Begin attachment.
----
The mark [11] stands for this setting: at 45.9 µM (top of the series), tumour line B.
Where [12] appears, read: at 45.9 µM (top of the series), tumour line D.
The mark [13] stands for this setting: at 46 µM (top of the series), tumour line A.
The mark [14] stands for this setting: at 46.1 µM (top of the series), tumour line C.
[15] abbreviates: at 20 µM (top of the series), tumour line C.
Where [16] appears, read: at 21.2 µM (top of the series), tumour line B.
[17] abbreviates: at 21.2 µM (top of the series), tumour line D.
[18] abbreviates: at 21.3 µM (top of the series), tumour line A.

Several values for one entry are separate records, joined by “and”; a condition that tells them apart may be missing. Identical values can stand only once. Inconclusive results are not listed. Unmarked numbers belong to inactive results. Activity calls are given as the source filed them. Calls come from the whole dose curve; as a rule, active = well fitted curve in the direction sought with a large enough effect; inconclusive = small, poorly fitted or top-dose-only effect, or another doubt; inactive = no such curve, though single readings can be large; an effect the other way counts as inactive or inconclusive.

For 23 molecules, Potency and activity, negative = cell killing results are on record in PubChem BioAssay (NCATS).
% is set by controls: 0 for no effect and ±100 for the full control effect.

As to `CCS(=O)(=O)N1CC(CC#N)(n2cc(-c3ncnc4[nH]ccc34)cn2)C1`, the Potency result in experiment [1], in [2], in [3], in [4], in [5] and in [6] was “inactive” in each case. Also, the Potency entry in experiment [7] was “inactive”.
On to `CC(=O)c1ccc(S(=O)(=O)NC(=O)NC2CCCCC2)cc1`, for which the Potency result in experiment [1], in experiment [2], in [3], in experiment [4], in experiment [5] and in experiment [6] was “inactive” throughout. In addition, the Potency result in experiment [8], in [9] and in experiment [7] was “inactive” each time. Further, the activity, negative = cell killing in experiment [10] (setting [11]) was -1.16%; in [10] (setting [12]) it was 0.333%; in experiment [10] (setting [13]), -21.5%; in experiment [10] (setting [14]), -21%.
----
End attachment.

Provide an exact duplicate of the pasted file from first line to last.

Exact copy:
The mark [11] stands for this setting: at 45.9 µM (top of the series), tumour line B.
Where [12] appears, read: at 45.9 µM (top of the series), tumour line D.
The mark [13] stands for this setting: at 46 µM (top of the series), tumour line A.
The mark [14] stands for this setting: at 46.1 µM (top of the series), tumour line C.
[15] abbreviates: at 20 µM (top of the series), tumour line C.
Where [16] appears, read: at 21.2 µM (top of the series), tumour line B.
[17] abbreviates: at 21.2 µM (top of the series), tumour line D.
[18] abbreviates: at 21.3 µM (top of the series), tumour line A.

Several values for one entry are separate records, joined by “and”; a condition that tells them apart may be missing. Identical values can stand only once. Inconclusive results are not listed. Unmarked numbers belong to inactive results. Activity calls are given as the source filed them. Calls come from the whole dose curve; as a rule, active = well fitted curve in the direction sought with a large enough effect; inconclusive = small, poorly fitted or top-dose-only effect, or another doubt; inactive = no such curve, though single readings can be large; an effect the other way counts as inactive or inconclusive.

For 23 molecules, Potency and activity, negative = cell killing results are on record in PubChem BioAssay (NCATS).
% is set by controls: 0 for no effect and ±100 for the full control effect.

As to `CCS(=O)(=O)N1CC(CC#N)(n2cc(-c3ncnc4[nH]ccc34)cn2)C1`, the Potency result in experiment [1], in [2], in [3], in [4], in [5] and in [6] was “inactive” in each case. Also, the Potency entry in experiment [7] was “inactive”.
On to `CC(=O)c1ccc(S(=O)(=O)NC(=O)NC2CCCCC2)cc1`, for which the Potency result in experiment [1], in experiment [2], in [3], in experiment [4], in experiment [5] and in experiment [6] was “inactive” throughout. In addition, the Potency result in experiment [8], in [9] and in experiment [7] was “inactive” each time. Further, the activity, negative = cell killing in experiment [10] (setting [11]) was -1.16%; in [10] (setting [12]) it was 0.333%; in experiment [10] (setting [13]), -21.5%; in experiment [10] (setting [14]), -21%.